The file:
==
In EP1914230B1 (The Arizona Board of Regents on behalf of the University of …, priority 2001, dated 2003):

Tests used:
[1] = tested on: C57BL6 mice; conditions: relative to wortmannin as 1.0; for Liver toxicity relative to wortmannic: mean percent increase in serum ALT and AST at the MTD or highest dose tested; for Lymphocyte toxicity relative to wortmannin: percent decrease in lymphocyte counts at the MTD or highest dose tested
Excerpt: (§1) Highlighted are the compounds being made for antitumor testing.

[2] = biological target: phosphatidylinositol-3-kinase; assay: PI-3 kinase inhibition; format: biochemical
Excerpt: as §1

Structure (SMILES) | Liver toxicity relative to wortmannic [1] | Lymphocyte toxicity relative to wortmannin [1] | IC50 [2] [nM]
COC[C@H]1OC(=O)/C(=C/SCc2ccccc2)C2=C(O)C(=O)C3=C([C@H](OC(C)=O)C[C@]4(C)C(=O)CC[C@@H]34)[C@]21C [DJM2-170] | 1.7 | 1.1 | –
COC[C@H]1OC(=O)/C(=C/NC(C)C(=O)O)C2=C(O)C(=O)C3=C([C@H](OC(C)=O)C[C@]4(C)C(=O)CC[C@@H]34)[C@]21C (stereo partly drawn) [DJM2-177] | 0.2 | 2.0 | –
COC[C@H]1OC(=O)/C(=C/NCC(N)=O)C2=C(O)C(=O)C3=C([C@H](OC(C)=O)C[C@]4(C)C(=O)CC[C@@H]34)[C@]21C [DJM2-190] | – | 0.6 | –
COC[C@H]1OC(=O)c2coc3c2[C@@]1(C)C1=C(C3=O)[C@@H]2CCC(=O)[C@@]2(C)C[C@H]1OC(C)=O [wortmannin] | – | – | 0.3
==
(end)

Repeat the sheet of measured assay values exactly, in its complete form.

In EP1914230B1 (The Arizona Board of Regents on behalf of the University of …, priority 2001, dated 2003):

Tests used:
[1] = tested on: C57BL6 mice; conditions: relative to wortmannin as 1.0; for Liver toxicity relative to wortmannic: mean percent increase in serum ALT and AST at the MTD or highest dose tested; for Lymphocyte toxicity relative to wortmannin: percent decrease in lymphocyte counts at the MTD or highest dose tested
Excerpt: (§1) Highlighted are the compounds being made for antitumor testing.

[2] = biological target: phosphatidylinositol-3-kinase; assay: PI-3 kinase inhibition; format: biochemical
Excerpt: as §1

Structure (SMILES) | Liver toxicity relative to wortmannic [1] | Lymphocyte toxicity relative to wortmannin [1] | IC50 [2] [nM]
COC[C@H]1OC(=O)/C(=C/SCc2ccccc2)C2=C(O)C(=O)C3=C([C@H](OC(C)=O)C[C@]4(C)C(=O)CC[C@@H]34)[C@]21C [DJM2-170] | 1.7 | 1.1 | –
COC[C@H]1OC(=O)/C(=C/NC(C)C(=O)O)C2=C(O)C(=O)C3=C([C@H](OC(C)=O)C[C@]4(C)C(=O)CC[C@@H]34)[C@]21C (stereo partly drawn) [DJM2-177] | 0.2 | 2.0 | –
COC[C@H]1OC(=O)/C(=C/NCC(N)=O)C2=C(O)C(=O)C3=C([C@H](OC(C)=O)C[C@]4(C)C(=O)CC[C@@H]34)[C@]21C [DJM2-190] | – | 0.6 | –
COC[C@H]1OC(=O)c2coc3c2[C@@]1(C)C1=C(C3=O)[C@@H]2CCC(=O)[C@@]2(C)C[C@H]1OC(C)=O [wortmannin] | – | – | 0.3